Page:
The background material provided in the Kings of War main rulebook and the two supplements is more than adequate to give you an idea of their worlds history together with a brief flavourful overview of each army and some of this is expanded upon in the aforementioned supplements. The provided material is more than enough to give you an idea of each armies hopes and motivations as well as who they’re happy to brutally murder in the name of progress. That’s more than enough for most people though I understand that many hobbyists are happy to read through pages of background with as much (or maybe more enjoyment) than they get from actually playing the game. As Games Workshop have a thirty year head start then we’d have to give their system the win in this area…how important that really is can be debated amongst yourselves. Personally, I enjoy stories that allow you to immerse yourself in the world your experiencing but much of that immersion comes from playing the game…you may feel differently however…
Lets get this out of the way then…Games Workshop are bloody expensive…
|I’d like to buy one box of Witch Elves please…..|
There is a point with any product that the quality ceases to be worth the investment and the saying “you get what you pay for” stops being accurate and starts sounding like an excuse and Games Workshop passed that point for me some time ago. In comparison Kings of War is excellent value for money by any standards. The model quality is more than adequate and when compared to cost becomes remarkable when compared to the competition and many of their models are superior to those of Games Workshop in style even at that reduced cost. The way that units can be easily turned into attractive dioramas has the added effect of meaning that you can get away with using less than a full amount of models to fill out a units size…as long as your ‘horde’ isn’t one model in the centre of a gigantic base in a ‘come at me pose’ then this is entirely reasonable.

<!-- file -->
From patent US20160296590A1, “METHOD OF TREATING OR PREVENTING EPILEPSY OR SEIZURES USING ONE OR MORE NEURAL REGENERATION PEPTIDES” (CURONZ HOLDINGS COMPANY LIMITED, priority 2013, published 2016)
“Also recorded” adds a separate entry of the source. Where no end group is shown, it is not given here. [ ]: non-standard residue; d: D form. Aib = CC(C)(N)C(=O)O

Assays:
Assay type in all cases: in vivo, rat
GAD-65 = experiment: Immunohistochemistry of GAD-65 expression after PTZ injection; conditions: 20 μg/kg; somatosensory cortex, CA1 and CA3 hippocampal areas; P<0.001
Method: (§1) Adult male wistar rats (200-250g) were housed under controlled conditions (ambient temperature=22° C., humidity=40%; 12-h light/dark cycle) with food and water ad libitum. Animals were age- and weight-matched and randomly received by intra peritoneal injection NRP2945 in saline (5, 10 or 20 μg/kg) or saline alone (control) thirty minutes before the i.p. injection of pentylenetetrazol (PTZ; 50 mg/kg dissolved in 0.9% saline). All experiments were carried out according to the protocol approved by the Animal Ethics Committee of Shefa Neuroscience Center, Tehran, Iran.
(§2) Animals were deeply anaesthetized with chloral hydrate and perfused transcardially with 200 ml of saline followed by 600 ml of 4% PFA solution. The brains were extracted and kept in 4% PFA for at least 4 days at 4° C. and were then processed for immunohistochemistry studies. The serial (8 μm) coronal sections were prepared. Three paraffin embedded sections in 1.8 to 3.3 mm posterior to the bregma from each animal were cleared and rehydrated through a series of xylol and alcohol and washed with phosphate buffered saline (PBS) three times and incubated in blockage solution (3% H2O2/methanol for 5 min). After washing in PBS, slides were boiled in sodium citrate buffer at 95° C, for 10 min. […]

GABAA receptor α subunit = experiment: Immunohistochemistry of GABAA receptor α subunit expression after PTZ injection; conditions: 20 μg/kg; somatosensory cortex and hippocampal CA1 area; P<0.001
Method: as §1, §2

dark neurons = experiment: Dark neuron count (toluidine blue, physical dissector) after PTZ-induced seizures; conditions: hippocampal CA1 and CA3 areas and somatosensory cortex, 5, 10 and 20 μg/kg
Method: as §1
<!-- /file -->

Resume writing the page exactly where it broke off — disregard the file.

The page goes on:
The fact that the rulebook (minus background material) can be acquired completely free only adds to this value.
The download link for the rulebook is here should you wish a look.
Kings of War has a better rule-set, is cheaper and has a more than satisfactory model range to complement it. WHFB has more background material…
|The Martians were far less diplomatic in their opinions of Games Workshop…|
While I was writing this article I gave a draft to several friends of mine with experiences of both systems in order to get some feedback about it’s objectivity. Only one of them had any firm opinions on it so I thought I’ll add his input here.
A.D.’s opinion –
“The more I played WHFB over the years, the more I found problems with the balance of the system. If I wanted to play rock, paper, scissors I wouldn’t spend all that money on miniatures!
Anyway what I’m getting at is when KOW was released the whole rule-set was balanced and has yet to be unbalanced by any releases since. It is a novel concept to not play bigger, faster, stronger, GIANT MONSTERS WIV MAGIKZ, but it seems to be working so far.
Sure Mantics sculpts were a little behind but they are improving wave by wave and are producing some exceptional models, they’re even telling me about them months before hand, so it’s easy to plan finances around purchases.
That being said, cost aside there are some lovely plastic sculpts being produced by GW. Another highpoint of WHFB is its huge wealth of background and fluff. It almost has a prestige about it, it has set the bar for the amazing stories and backgrounds to come.
All I’d say to those that haven’t tried KOW yet is give it a go, I think you’ll be pleasantly surprised. Anyway that’s just my opinion, it’s probably right…. Feel free to Google it.”
More information on Kings of War can be found at Mantics website here.
Next week we’ll have a look at Warmachine…
Thoughts and comments are (as usual) most welcome.